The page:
Brazil Readies Venue Audio for Upcoming World Cup, Olympics
Three stadiums in Brazil that will form the locus of next year’s World Cup competitions are close to having their new audio systems and acoustics finalized. The Walters-Storyk Design Group (WSDG) worked on all three — the 62,160-seat Mineirão Stadium and the 25,000-seat Independencia arena, both in Belo Horizonte, and the Maracanã Stadium in Rio de Janeiro — specifying sound and video systems and performing acoustical measurements.
The stadiums are old by almost any standard: Mineirão Stadium was built in 1965, the Independencia in the ’50s. Maracanã Stadium has undergone several facelifts already: in 2000 for FIFA’s inaugural Club World Cup and again in 2007 for the Pan American Games. Its current renovation has cost an estimated $500 million, sparking widespread protests by Brazilians. Brazil has undertaken a huge state project to renovate and upgrade its sports-venue infrastructure ahead of hosting the World Cup next year and the Olympics in 2016.
Known as “The Temple of Football” in Rio, Maracanã Stadium will host the final match of FIFA’s World Cup and the Olympics Opening and Closing Ceremonies. It’s huge; its basic design is for 78,838 spectators, but it has been reconfigured in the past to hold far more: 250,000 people saw KISS there in 1983, and 188,000 watched Tina Turner in 1988. WSDG has designed the audio and video systems for the entire stadium.
Maracanã’s Latest Renovation
The stadium’s original concrete roof was demolished and substituted with a fiberglass-tensioned membrane coated with Teflon. The new roof will cover 95% of the seats, unlike the former design, which protected some seats in the upper ring and seats in the bleachers above the gate access of each sector.
WSDG’s purview covered the sound system for all spaces, including the soccer field, audience, and internal spaces, such as VIP rooms, access, and offices; video systems, including two large LED video walls and more than 400 video displays all around the stadium; and audio- and video-control rooms.
The electro-acoustical design was done using simulation software. The biggest challenge encountered during the design phase was to define the final quantities and location of the PA cluster, to achieve the required speech-transmission index (STI) and sound-pressure level (SPL) coverage as required by FIFA, according to Renato Cipriano, partner/GM, WSDG/Brazil.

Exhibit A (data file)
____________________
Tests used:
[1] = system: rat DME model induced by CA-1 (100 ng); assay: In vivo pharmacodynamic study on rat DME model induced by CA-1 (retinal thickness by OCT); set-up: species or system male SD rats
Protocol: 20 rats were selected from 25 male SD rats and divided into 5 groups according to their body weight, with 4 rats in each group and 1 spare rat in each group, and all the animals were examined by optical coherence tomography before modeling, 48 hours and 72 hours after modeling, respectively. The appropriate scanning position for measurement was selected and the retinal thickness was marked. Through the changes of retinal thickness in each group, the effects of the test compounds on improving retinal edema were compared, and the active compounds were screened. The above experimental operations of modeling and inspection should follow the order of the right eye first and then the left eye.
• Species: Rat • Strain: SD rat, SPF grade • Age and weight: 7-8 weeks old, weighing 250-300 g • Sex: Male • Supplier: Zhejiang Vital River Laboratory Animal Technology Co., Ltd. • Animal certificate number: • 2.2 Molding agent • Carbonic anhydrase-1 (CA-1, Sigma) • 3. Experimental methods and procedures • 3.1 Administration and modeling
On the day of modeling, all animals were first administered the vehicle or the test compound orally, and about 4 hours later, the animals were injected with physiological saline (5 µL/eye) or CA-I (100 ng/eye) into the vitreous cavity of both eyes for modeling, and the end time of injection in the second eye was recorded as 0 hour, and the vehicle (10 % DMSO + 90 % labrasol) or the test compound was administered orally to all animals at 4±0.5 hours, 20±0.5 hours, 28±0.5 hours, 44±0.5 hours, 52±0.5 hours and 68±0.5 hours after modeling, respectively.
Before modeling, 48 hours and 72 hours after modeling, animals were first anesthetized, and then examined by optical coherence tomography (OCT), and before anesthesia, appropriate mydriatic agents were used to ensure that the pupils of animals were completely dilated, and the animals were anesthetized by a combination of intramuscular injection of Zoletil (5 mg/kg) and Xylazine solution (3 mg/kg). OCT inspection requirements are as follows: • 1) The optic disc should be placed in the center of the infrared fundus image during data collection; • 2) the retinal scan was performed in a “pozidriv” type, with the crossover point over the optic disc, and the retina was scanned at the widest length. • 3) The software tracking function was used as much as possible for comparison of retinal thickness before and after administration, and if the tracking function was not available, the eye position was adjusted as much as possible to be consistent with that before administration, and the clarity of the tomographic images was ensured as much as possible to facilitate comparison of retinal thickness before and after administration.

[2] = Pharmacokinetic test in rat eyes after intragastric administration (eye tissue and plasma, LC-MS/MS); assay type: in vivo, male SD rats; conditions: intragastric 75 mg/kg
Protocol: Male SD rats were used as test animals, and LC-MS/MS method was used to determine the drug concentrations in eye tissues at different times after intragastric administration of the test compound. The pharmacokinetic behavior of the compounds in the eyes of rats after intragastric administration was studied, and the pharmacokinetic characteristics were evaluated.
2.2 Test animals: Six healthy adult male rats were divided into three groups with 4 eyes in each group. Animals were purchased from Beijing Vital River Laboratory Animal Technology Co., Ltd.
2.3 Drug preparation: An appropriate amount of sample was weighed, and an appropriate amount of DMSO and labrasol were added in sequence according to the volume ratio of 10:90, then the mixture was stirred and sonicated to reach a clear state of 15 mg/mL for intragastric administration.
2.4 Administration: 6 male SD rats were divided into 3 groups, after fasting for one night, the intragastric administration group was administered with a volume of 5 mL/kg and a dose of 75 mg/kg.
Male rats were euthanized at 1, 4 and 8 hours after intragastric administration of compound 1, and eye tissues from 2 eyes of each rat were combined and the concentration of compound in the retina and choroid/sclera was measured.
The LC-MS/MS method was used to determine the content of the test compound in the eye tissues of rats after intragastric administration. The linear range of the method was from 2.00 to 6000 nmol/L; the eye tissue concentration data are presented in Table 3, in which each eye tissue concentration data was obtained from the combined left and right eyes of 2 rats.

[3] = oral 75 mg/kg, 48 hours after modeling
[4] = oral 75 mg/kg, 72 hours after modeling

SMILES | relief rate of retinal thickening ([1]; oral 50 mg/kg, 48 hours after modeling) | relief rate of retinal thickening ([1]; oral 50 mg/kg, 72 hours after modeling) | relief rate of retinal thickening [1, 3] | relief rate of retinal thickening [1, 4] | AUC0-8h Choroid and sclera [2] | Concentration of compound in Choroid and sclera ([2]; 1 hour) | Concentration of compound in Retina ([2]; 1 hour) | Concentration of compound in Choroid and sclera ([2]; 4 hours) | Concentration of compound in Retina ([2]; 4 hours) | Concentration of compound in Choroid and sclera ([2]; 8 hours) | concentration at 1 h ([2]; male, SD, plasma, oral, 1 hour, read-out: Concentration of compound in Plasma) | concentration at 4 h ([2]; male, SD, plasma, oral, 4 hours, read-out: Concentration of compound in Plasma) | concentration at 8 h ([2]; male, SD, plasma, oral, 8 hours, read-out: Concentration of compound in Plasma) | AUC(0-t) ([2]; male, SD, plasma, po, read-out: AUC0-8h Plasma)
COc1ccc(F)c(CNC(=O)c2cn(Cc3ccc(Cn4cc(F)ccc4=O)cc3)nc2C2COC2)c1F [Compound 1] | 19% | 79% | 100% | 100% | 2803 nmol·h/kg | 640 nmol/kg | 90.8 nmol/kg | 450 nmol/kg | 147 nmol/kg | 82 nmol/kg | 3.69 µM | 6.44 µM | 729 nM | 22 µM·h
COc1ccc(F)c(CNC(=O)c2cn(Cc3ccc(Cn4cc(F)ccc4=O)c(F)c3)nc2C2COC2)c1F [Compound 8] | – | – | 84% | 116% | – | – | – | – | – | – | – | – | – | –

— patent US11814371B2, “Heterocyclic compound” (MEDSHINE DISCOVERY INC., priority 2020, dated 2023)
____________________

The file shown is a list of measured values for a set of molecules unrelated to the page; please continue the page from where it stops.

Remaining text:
“We identified extensive sound reflections throughout the arena and concluded that acoustical absorption needed to be installed at the inner ring of the audience sector to achieve the required STI values, as given to us by FIFA,” Cipriano explains, indicating those values as .5 STI (STI values range from 0 to 1) at 110 dB peak SPL. “Speaker positioning was defined for the internal and external areas and for numerous zoning maps, which can now be individually controlled for increased flexibility and security purposes.”
The designers had originally specified Community Sound PA line-array components, but, in the bidding process for the actual AV-systems integration, an Electro-Voice PA line array was installed. Cipriano says the system meets all the criteria established by the design and modeling process.
Other challenges include having to play a game of chess with the changing architecture of the stadium, as its new roof rolled out. “The location of the clusters had to change to accommodate the catwalk for the roof, and, in turn, we had to think about how the position of the speakers affected the lighting,” he says. “We had to run and then rerun a lot of simulations.”
Systems for Mineirão
For the Mineirão Stadium, WSDG designed complete audio and video systems for the entire facility, including all public areas, covering a total of 3 million sq. ft. and encompassing acoustical treatments; a comprehensive sound system; video systems, including two 915-sq.-ft. LED video walls; and fully integrated audio- and video-control rooms. The main JBL PA system is installed in a point-source configuration.
“Our primary facility-management concerns focused on the level of sound comfort and intelligibility in relation to the RT60 reverberation time required to meet stipulated FIFA STI mandates,” Cipriano explains. (RT60 is the time required for reflections of a direct sound to decay 60 dB.)
“Our simulation programs enabled us to assess and ‘auralize’ the entire complex,” he continues. “We identified extensive sound reflections throughout the arena and concluded that acoustical absorption needed to be installed at the concrete inner ring of the audience sector to achieve the required STI values. Speaker positioning was defined for the internal and external areas and for numerous zoning maps, which can now be individually controlled for increased flexibility and security purposes. All specific audio and video systems and control-room speaker selections were designed to meet FIFA requirements. Additionally, we recommended incorporating a video wall instead of a traditional scoreboard.”
Brazil may have the most controversial sports-venue infrastructure in the world at the moment, but, when all is said and done, it will also likely have one of the best-sounding.